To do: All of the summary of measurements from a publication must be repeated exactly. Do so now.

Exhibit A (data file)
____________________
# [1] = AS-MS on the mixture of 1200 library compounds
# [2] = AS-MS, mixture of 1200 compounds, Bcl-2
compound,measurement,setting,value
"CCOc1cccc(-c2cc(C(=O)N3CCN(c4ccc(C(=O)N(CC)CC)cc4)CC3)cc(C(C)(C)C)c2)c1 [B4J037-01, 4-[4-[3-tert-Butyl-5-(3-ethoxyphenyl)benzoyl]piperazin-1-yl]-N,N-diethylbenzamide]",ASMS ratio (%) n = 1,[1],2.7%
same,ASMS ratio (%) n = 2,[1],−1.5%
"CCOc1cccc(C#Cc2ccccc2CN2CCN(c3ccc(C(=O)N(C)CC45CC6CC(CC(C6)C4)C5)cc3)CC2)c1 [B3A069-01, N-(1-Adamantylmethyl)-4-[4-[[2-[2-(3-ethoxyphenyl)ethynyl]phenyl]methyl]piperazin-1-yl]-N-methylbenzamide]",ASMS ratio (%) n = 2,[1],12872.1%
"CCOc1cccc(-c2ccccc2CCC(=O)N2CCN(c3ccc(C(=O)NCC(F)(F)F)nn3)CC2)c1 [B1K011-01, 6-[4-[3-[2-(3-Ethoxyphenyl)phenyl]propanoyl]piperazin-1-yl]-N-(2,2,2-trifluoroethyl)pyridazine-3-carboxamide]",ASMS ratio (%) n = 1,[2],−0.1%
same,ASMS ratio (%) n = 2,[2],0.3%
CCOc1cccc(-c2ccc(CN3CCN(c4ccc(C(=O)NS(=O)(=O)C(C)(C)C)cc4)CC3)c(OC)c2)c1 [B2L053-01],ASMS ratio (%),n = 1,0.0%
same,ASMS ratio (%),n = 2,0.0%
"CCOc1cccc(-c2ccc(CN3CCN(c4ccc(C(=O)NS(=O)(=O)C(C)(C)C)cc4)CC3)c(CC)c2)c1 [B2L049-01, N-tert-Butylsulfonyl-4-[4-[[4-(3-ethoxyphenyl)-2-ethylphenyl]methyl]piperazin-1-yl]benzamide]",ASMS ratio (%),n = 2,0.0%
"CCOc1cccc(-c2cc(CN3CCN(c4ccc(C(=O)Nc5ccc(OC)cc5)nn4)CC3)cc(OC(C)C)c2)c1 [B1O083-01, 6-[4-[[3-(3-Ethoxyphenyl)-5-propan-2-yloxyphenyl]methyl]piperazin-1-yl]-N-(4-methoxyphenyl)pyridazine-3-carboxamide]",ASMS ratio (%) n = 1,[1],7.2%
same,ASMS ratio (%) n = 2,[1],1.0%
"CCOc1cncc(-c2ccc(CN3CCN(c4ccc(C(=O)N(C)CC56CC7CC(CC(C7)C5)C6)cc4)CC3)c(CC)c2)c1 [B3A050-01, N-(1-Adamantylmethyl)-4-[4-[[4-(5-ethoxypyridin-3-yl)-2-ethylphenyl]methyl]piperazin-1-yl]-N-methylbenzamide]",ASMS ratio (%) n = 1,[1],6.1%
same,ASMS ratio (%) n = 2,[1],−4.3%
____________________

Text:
# [1] = AS-MS on the mixture of 1200 library compounds
# [2] = AS-MS, mixture of 1200 compounds, Bcl-2
compound,measurement,setting,value
"CCOc1cccc(-c2cc(C(=O)N3CCN(c4ccc(C(=O)N(CC)CC)cc4)CC3)cc(C(C)(C)C)c2)c1 [B4J037-01, 4-[4-[3-tert-Butyl-5-(3-ethoxyphenyl)benzoyl]piperazin-1-yl]-N,N-diethylbenzamide]",ASMS ratio (%) n = 1,[1],2.7%
same,ASMS ratio (%) n = 2,[1],−1.5%
"CCOc1cccc(C#Cc2ccccc2CN2CCN(c3ccc(C(=O)N(C)CC45CC6CC(CC(C6)C4)C5)cc3)CC2)c1 [B3A069-01, N-(1-Adamantylmethyl)-4-[4-[[2-[2-(3-ethoxyphenyl)ethynyl]phenyl]methyl]piperazin-1-yl]-N-methylbenzamide]",ASMS ratio (%) n = 2,[1],12872.1%
"CCOc1cccc(-c2ccccc2CCC(=O)N2CCN(c3ccc(C(=O)NCC(F)(F)F)nn3)CC2)c1 [B1K011-01, 6-[4-[3-[2-(3-Ethoxyphenyl)phenyl]propanoyl]piperazin-1-yl]-N-(2,2,2-trifluoroethyl)pyridazine-3-carboxamide]",ASMS ratio (%) n = 1,[2],−0.1%
same,ASMS ratio (%) n = 2,[2],0.3%
CCOc1cccc(-c2ccc(CN3CCN(c4ccc(C(=O)NS(=O)(=O)C(C)(C)C)cc4)CC3)c(OC)c2)c1 [B2L053-01],ASMS ratio (%),n = 1,0.0%
same,ASMS ratio (%),n = 2,0.0%
"CCOc1cccc(-c2ccc(CN3CCN(c4ccc(C(=O)NS(=O)(=O)C(C)(C)C)cc4)CC3)c(CC)c2)c1 [B2L049-01, N-tert-Butylsulfonyl-4-[4-[[4-(3-ethoxyphenyl)-2-ethylphenyl]methyl]piperazin-1-yl]benzamide]",ASMS ratio (%),n = 2,0.0%
"CCOc1cccc(-c2cc(CN3CCN(c4ccc(C(=O)Nc5ccc(OC)cc5)nn4)CC3)cc(OC(C)C)c2)c1 [B1O083-01, 6-[4-[[3-(3-Ethoxyphenyl)-5-propan-2-yloxyphenyl]methyl]piperazin-1-yl]-N-(4-methoxyphenyl)pyridazine-3-carboxamide]",ASMS ratio (%) n = 1,[1],7.2%
same,ASMS ratio (%) n = 2,[1],1.0%
"CCOc1cncc(-c2ccc(CN3CCN(c4ccc(C(=O)N(C)CC56CC7CC(CC(C7)C5)C6)cc4)CC3)c(CC)c2)c1 [B3A050-01, N-(1-Adamantylmethyl)-4-[4-[[4-(5-ethoxypyridin-3-yl)-2-ethylphenyl]methyl]piperazin-1-yl]-N-methylbenzamide]",ASMS ratio (%) n = 1,[1],6.1%
same,ASMS ratio (%) n = 2,[1],−4.3%